A Year In Food

From New York to Costa Rica to Europe to California: 365 Days of Dining Out

Saturday, July 16, 2005

Jul. 16.


Tia Pol and Patatas

Fava Bean Puree and Pork Loin

Jamón and Torta

Dinner -

Tia Pol - 205 10th Ave., Chelsea
Patatas bravas; fried chickpeas; fava bean puree; pork loin sandwich with piquillo and manchego; jamón serrano with artichoke and manchego; Bleu cheese croquettes; chorizo with chocolate; almond torta with ice cream and dulce de leche; two glasses of Cava
$44

Critics love referring to the sophomore slump. They throw the term around so lightly, it almost seems like a given. Novelists falling short of their meteoric debuts. Musicians failing to sell as many records the second time around. Restaurateurs squandering the goodwill of their flagship. In an age of deafening hype and Everest expectations, it’s harder and harder to create a sequel as well-received as the original.

Still, my inaugural visit to Tia Pol was so good I simply had to go back. Since my experience there (see Dinner, Apr. 3), I had been raving to friends about the best tapas in New York. I longed to have another taste of the patatas bravas or the clashing wonder of the chorizo and chocolate. Right away, I built up the restaurant to epic proportions (which is especially ironic since tapas bars are all about being informal and easygoing).

So my friend Steve and I met in far west Chelsea at seven, to beat the later Saturday rush. We sat in two of the tall chairs in the back of the room, caught up on our summers' progress and studied our laminated menus. Seeing some of my long-missed choices felt like being at a family reunion. “We have to start with the patatas and the chickpeas,” I said, making it more a declaration than a suggestion. In that first round, we also got a pork loin sandwich and a fava bean puree.

The patatas was still tangily terrific, with their drizzle of aioli, and the chickpeas were just as addictive a snack as before. Both went extremely well with my glass of Cava, a nice departure from my usual pick of sangria or a Spanish red. The fava bean puree and the pork loin sandwich were also both good, with the puree being the better of the two. A lime-green spread on a hunk of bread, it was salty, earthy and cheesy, making it a great plate to share over drinks. The pork loin sandwich which came with piquillo, a hot red pepper, and manchego was tasty but lacked the ingenuity of Tia Pol’s standouts. Also hurting both the puree and the pork was the bread, which was hard and took effort to chew. Both would have benefited from a more unique and fresher bread selection.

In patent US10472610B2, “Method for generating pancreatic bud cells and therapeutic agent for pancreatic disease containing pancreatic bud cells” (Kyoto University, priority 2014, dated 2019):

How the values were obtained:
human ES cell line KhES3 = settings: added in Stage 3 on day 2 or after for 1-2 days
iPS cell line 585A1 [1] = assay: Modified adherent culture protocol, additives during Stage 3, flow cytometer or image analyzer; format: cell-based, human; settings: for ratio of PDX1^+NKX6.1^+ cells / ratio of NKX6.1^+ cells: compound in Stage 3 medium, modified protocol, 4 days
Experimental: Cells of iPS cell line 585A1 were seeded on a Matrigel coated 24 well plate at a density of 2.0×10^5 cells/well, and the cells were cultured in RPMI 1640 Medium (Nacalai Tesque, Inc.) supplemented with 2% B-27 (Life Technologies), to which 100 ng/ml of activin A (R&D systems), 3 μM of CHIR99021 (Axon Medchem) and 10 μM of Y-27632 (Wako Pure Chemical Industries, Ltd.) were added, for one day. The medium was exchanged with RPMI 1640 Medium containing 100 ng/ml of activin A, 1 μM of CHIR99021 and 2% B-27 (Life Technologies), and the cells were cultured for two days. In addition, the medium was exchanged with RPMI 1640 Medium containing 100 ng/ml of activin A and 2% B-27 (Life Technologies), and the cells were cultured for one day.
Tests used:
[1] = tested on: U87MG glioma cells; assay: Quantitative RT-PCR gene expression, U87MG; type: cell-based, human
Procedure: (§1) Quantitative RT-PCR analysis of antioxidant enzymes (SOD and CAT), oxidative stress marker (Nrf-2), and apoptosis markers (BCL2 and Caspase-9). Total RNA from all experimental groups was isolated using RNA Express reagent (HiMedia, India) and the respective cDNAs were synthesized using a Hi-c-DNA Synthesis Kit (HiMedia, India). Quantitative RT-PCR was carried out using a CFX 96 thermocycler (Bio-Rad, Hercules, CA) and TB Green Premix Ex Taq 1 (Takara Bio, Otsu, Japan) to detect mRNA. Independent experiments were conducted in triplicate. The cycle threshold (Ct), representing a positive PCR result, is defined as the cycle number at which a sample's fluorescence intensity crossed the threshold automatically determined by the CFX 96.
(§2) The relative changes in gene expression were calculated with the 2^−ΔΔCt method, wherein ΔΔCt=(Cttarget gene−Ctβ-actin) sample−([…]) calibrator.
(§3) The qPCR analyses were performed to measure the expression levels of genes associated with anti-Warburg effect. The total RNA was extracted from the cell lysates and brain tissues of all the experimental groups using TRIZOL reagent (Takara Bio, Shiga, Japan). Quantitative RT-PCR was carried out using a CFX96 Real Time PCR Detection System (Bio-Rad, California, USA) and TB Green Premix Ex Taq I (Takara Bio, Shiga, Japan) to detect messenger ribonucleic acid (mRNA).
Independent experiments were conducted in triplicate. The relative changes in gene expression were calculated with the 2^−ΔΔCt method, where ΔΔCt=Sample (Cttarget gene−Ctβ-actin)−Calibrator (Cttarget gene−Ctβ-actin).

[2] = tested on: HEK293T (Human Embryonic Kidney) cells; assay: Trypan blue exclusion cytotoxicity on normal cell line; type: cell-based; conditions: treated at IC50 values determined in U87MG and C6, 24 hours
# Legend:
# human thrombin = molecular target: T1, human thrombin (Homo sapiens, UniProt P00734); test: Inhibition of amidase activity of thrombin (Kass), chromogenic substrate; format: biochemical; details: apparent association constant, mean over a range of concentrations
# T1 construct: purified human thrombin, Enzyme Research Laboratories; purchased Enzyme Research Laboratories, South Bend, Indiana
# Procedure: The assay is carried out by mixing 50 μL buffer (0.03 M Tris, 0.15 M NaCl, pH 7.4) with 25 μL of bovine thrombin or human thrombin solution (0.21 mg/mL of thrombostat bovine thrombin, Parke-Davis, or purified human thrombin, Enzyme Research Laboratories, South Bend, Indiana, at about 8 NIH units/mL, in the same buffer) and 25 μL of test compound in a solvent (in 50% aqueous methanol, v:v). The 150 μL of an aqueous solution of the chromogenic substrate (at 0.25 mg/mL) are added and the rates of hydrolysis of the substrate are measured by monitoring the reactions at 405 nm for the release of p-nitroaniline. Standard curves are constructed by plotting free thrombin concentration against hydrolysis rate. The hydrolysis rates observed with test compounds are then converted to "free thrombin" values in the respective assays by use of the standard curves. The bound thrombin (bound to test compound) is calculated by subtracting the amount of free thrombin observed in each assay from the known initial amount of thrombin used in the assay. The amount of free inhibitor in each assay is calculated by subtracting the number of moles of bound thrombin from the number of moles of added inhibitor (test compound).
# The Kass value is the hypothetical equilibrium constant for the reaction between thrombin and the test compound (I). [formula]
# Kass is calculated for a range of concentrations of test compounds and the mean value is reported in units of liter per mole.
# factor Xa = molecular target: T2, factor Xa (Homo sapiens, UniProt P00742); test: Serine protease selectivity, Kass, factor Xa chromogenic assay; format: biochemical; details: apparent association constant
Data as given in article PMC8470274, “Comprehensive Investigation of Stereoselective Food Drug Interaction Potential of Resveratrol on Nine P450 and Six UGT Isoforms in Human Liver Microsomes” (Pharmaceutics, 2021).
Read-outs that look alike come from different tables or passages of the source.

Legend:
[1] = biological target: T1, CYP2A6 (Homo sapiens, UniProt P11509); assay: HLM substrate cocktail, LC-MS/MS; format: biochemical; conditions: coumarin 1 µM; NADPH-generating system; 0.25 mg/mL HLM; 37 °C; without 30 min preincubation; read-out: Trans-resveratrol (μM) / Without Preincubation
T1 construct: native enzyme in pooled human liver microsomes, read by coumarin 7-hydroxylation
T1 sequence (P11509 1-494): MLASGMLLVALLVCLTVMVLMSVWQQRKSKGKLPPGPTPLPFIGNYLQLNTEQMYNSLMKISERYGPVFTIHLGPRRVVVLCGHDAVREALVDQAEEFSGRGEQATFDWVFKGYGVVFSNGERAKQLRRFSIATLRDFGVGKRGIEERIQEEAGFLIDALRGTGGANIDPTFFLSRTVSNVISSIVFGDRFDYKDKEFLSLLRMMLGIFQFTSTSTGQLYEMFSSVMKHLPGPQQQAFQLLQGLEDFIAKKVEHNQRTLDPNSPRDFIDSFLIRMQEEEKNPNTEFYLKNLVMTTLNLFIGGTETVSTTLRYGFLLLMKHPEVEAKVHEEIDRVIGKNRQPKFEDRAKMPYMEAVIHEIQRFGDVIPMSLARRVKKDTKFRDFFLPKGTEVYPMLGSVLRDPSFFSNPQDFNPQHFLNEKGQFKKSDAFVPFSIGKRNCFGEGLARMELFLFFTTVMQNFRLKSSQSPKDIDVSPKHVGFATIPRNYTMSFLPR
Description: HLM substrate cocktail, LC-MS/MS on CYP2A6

For our second round, we had artichoke and manchego wrapped in jamón serrano, Bleu cheese croquettes, and the chorizo and chocolate. Steve lamented his choice of the ham, and I had to agree with him on this one. It was way too salty and we literally had trouble locating the artichoke in the pink folds of the pork. But the croquettes were so magnificent they made up for the disappointment immediately. From the tender crunch of the thin fried outside to the gooey, warm cheese inside, this dish was a revelation. Even more intruigingly, the filling of the croquette changes every day, but I can’t imagine anything fitting better than the Bleu cheese. Finally, the chorizo and chocolate once again provided the spicy and the sweet, the oily and the smooth, in a definitive proof that opposites do attract.

After all of this food, Steve and I proceeded to dessert. We both had the almond torta, which came with vanilla ice cream and dulce de leche. Like the hazelnut cake I tried last time, it was delightfully subtle and far less sweet than other desserts. The arcs of dulce de leche added some caramel sugariness and the slightly melted ice cream gave the dry cake a needed moistness. All in all, it was the thoughtfulness and the confidence of the dish that made it work beautifully, like most of the tapas at Tia Pol. Although not everything was as near-perfect as my last visit, my second dinner still provided a great deal of pleasure. Even after I held it in such impossible esteem, Tia Pol not only avoided falling into the sophomore slump but proved it was still at the top of its class. 8/10

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